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Tuesday, June 7, 2011

Can You Hear Me Now?

Much has changed in the field of public school education since I began my career in 1975. I could fill volumes of writing on the various new programs, practices, and policies. If you spot three educators who have been in the profession for more than twenty years and ask them what they think have been the most dramatic changes in schools during that time they would likely respond with a wide range of answers. That's how different education is between then and now.

So, I will offer my thoughts on an issue that has recently impacted education, or more importantly, socialization. This concern extends far beyond the walls of a classroom or the fences of a schoolyard. I am referring to social media. The effects of exchanges between and among teens outside of school invariably leaks inside the school. The written interactions often assume greater impact because the words are not transmitted in any face to face meeting. While the exchanges are not anonymous (although sometimes they can be sent without an obvious trail from the author or posted as a third party on a mutual friend's Facebook "wall") they are not personally delivered in real time.

The amount of time and energy that staff members of secondary schools now devote to issues that originate outside of school is growing and troublesome. No matter how often you try to explain that written comments shared through social media are impossible to retrieve and extinguish (just ask a certain congressman from downstate New York about his Twitter communications) they don't grasp, or choose not to grasp the significance of the advice. Once you write something and send it to one person it has the potential to subsequently be passed along to an expansive audience. After the "send" button is clicked there's no turning back. This is unfortunately and especially true when we express our thoughts and feelings while angry. You can issue apologies but the original words are still out there and available for review and sharing. Trying to amend your impatient and impertinent words is as futile as trying to put toothpaste back into the tube after you've squeezed some out. It doesn't work.

I am not stating facts since I haven't carefully analyzed the discipline data, but it surely seems like texting, Facebook rants, and the like, contribute to causing a disproportionate amount of problems between teens that eventually lead to discipline referrals. Much of the time the root of the problem begins outside of school.

We couldn't even begin to enforce a rule prohibiting the possession of cell phones in school. That would require frisking each of the 330 individuals as they enter the building each morning. The ever decreasing size of cell phones makes it easy to slip into a pocket and avoid detection. We do have a rule that if the cell phone is taken out it will precipitate a series of reactions starting with a warning and advancing much further up the hierarchy of disciplinary responses. However, it's not hard for a learner to ask to be excused to the bathroom and then, outside of the view of a staff member, engage the cell phone in checking emails, sending messages... There are teens who can type out messages on their cell phone without even looking at the tiny keyboard. That certainly makes it more difficult for staff members to determine possession. Please note, I don't mean to single out teenagers, although they are most notable in using cell phones, an increasing number of elementary age children also have their own cell phones. This last point likely surprises those readers of this Blog who do not have children. Cell phones have become ubiquitous - to the degree that some teens firmly believe they have a right to possess a cell phone in school or anywhere. This small electronic communications device has become something of an appendage to their hand, a necessity, a life-line to socializing.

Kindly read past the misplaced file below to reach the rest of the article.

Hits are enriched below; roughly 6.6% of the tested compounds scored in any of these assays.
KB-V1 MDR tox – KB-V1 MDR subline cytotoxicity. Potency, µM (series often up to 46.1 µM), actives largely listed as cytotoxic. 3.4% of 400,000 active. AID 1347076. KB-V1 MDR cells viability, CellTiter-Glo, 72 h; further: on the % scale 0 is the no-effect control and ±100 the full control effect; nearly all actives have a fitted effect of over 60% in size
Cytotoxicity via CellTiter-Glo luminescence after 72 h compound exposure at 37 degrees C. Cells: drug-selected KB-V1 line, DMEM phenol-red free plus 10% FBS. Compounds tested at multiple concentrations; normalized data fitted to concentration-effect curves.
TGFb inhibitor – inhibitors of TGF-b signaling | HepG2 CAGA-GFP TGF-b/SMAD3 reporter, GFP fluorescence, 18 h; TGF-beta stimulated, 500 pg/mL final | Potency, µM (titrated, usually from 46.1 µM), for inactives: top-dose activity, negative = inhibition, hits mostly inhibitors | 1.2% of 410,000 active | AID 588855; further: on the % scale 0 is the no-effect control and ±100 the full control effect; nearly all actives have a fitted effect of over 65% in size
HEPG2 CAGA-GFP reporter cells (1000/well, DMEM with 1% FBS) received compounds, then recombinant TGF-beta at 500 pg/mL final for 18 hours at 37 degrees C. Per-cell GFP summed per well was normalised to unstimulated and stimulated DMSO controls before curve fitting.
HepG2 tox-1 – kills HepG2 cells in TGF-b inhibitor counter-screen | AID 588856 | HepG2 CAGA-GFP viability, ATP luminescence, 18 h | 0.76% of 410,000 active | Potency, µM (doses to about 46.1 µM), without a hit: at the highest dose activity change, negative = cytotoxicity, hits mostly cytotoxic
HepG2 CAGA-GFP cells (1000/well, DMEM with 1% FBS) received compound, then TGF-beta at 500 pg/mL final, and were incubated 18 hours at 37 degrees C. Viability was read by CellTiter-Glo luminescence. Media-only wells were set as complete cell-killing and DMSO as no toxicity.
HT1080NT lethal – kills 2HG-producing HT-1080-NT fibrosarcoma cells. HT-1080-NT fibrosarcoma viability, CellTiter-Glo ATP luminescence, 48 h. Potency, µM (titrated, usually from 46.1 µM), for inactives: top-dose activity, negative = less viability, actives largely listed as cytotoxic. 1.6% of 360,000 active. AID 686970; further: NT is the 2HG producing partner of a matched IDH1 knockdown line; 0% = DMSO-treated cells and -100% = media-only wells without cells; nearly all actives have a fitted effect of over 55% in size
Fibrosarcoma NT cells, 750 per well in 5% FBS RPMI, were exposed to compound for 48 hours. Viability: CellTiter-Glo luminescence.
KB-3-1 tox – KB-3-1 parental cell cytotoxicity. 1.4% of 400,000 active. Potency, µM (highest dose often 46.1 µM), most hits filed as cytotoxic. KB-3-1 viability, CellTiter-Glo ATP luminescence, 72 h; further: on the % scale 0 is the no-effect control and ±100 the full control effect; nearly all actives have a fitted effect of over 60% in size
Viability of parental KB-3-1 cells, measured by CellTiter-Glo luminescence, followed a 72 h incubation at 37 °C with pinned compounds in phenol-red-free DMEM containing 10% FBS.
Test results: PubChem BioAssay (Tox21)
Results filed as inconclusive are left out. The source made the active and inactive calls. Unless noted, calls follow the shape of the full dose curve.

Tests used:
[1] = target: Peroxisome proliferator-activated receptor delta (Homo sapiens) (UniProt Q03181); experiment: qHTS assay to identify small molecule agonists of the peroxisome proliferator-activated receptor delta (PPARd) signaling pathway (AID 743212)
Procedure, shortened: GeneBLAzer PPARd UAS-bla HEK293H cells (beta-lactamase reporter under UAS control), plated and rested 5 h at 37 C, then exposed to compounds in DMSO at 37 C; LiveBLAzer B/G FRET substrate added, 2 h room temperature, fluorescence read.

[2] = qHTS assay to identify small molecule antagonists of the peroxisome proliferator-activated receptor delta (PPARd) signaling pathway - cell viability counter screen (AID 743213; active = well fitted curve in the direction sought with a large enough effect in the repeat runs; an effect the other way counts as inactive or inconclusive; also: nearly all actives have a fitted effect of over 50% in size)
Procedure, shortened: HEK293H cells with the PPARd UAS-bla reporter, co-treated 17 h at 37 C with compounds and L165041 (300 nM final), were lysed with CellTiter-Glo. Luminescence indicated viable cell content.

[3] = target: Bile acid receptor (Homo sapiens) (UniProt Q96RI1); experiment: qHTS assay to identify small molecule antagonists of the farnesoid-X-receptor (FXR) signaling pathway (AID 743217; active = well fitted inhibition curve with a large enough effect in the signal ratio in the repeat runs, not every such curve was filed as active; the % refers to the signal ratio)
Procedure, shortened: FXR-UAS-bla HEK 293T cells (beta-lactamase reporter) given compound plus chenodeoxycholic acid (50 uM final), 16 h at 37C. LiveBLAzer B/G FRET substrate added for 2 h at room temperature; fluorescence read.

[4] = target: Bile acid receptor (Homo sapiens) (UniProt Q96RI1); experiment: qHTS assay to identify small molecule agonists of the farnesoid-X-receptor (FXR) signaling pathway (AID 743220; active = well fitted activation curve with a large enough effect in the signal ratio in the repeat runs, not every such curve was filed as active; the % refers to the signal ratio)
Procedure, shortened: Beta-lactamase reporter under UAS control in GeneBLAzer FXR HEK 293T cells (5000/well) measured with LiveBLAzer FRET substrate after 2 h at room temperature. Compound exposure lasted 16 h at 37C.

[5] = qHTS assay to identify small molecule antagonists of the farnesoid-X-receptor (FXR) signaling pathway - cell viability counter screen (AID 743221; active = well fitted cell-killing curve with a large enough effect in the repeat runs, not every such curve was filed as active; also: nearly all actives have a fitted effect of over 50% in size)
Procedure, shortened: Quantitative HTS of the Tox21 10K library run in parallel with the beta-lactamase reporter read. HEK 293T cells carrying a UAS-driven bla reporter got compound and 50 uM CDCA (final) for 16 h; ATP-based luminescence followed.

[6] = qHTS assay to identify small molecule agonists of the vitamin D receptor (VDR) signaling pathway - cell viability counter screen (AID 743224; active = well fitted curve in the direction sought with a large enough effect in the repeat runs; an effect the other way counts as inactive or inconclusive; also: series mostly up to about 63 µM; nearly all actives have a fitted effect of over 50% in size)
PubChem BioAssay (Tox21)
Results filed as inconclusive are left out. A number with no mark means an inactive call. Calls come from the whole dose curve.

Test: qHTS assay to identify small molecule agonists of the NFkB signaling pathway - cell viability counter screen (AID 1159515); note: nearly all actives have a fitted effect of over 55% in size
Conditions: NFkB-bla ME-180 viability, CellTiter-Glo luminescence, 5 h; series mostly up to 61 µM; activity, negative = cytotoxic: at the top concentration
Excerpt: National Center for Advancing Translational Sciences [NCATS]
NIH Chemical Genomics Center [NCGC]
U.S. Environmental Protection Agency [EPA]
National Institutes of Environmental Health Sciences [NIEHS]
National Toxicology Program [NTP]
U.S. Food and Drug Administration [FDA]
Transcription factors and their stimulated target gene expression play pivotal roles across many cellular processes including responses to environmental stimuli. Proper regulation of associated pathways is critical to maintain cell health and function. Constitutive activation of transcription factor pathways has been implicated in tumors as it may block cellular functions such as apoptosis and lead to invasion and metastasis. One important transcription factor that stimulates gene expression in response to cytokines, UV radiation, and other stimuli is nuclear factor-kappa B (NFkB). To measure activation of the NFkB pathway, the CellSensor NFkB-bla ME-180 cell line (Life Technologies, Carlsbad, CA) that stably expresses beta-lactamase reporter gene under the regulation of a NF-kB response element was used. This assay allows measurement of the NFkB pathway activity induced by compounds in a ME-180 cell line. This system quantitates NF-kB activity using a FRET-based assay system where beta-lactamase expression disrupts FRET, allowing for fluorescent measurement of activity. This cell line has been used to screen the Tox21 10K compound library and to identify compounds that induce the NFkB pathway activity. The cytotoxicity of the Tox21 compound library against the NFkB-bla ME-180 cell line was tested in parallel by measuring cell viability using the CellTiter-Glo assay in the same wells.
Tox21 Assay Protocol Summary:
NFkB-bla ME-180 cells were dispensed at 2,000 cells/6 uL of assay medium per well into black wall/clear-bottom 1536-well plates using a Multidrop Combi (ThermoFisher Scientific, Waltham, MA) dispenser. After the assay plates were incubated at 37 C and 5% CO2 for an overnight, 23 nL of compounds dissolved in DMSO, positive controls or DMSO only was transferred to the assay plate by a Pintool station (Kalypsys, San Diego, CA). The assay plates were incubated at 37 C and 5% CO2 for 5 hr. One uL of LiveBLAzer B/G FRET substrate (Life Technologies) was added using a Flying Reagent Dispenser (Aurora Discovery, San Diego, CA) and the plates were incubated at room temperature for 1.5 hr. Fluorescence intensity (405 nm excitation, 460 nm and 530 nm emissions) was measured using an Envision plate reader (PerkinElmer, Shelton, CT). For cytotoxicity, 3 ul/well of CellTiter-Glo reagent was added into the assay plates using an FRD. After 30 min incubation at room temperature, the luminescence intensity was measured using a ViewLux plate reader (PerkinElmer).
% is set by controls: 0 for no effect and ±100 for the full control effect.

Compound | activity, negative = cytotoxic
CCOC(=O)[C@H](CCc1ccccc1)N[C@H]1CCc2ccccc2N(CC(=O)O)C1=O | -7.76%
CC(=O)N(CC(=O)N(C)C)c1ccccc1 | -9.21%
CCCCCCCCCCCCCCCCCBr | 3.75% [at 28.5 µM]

I think that some parents, perhaps more than I imagine, truly believe that the cell phone is a safety apparatus because it allows a child to quickly access help in an emergency and notify parents of pressing issues and deep concerns. The publicity that followed the dreadful tragedy of school violence at Columbine High School twelve years ago featured the manner in which staff and learners trapped inside the building hiding from the two shooters were able to contact emergency responders and receive assistance. That clearly demonstrates the potential value of cell phones. There's no doubt about that.

Thankfully, incidents of school violence are few and far between - and I can assure you that I recognize the importance of cell phones in other types of emergencies as well. Yet, cell phones seem to have also become some sort of tether between parent and child. There have been instances of parents calling their children during school, in the middle of class, to check up on them. The 24/7 access that results from the cell phone connection between parent and child may inhibit development of the child by extending support too far. A child can't learn to ride a bike and experience some degree of independence if the training wheels remain attached to the bike.

It's just my opinion.

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